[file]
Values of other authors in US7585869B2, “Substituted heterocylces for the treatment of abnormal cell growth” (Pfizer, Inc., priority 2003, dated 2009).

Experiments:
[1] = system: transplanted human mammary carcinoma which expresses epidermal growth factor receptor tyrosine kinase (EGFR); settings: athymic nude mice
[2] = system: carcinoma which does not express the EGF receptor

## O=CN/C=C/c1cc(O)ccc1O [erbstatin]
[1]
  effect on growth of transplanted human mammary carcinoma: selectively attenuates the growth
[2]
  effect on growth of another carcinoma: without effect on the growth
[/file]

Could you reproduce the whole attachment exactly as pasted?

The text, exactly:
Values of other authors in US7585869B2, “Substituted heterocylces for the treatment of abnormal cell growth” (Pfizer, Inc., priority 2003, dated 2009).

Experiments:
[1] = system: transplanted human mammary carcinoma which expresses epidermal growth factor receptor tyrosine kinase (EGFR); settings: athymic nude mice
[2] = system: carcinoma which does not express the EGF receptor

## O=CN/C=C/c1cc(O)ccc1O [erbstatin]
[1]
  effect on growth of transplanted human mammary carcinoma: selectively attenuates the growth
[2]
  effect on growth of another carcinoma: without effect on the growth